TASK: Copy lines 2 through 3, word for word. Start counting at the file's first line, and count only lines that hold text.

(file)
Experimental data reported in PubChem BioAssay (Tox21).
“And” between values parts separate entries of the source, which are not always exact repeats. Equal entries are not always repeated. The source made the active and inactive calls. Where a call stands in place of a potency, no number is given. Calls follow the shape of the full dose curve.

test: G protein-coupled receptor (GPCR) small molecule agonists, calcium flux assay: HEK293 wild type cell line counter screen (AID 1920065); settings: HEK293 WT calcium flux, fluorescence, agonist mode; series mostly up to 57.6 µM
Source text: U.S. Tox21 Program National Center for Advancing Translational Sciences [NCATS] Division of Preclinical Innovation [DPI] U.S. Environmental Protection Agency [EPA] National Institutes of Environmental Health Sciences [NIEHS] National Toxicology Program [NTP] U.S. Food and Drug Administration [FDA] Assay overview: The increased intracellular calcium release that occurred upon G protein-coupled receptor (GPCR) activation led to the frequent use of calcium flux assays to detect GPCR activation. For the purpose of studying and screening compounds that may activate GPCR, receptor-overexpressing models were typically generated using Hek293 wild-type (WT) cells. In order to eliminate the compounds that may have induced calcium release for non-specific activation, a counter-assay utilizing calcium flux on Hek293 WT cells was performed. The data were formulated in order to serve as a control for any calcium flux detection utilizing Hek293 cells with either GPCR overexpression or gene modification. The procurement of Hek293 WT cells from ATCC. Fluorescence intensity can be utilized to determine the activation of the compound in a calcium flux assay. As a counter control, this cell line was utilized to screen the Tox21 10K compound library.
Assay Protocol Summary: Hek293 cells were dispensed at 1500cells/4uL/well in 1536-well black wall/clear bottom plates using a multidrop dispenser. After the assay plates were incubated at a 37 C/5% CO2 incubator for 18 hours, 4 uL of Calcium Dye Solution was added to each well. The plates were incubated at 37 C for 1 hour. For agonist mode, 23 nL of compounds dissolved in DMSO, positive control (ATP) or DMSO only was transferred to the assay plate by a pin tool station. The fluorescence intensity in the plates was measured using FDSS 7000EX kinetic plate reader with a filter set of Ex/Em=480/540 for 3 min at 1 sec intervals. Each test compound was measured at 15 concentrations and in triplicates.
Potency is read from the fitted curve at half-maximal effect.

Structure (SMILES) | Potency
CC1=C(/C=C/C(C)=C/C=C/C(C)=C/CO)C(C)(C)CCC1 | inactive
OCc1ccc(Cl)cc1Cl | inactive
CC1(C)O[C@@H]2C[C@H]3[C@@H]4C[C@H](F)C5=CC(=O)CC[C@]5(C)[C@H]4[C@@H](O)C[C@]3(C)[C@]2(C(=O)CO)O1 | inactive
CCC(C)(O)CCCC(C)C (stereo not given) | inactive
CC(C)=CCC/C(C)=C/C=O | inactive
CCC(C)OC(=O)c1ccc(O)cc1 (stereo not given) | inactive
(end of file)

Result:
“And” between values parts separate entries of the source, which are not always exact repeats. Equal entries are not always repeated. The source made the active and inactive calls. Where a call stands in place of a potency, no number is given. Calls follow the shape of the full dose curve.

test: G protein-coupled receptor (GPCR) small molecule agonists, calcium flux assay: HEK293 wild type cell line counter screen (AID 1920065); settings: HEK293 WT calcium flux, fluorescence, agonist mode; series mostly up to 57.6 µM